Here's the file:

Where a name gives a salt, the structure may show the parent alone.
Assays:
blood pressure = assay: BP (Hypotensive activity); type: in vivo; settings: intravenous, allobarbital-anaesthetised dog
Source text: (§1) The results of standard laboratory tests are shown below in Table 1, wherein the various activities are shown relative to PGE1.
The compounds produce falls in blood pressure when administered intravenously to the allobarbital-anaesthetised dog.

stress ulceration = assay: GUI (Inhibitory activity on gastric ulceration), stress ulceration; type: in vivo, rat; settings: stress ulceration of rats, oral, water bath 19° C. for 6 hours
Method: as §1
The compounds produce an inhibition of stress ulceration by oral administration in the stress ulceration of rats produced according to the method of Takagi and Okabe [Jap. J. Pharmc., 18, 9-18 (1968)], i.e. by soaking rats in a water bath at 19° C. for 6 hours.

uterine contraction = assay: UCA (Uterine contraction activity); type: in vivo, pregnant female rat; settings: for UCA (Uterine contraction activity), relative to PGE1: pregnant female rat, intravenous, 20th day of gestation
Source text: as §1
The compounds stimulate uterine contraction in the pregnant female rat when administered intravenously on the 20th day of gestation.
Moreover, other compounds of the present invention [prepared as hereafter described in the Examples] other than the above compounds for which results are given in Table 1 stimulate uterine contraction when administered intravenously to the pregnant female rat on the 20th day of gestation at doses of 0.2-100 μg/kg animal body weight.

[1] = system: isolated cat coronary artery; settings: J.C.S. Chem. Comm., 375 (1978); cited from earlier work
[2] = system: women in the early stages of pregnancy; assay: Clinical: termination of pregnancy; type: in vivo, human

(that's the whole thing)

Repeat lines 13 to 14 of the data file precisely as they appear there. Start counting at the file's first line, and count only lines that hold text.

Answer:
[1] = system: isolated cat coronary artery; settings: J.C.S. Chem. Comm., 375 (1978); cited from earlier work
[2] = system: women in the early stages of pregnancy; assay: Clinical: termination of pregnancy; type: in vivo, human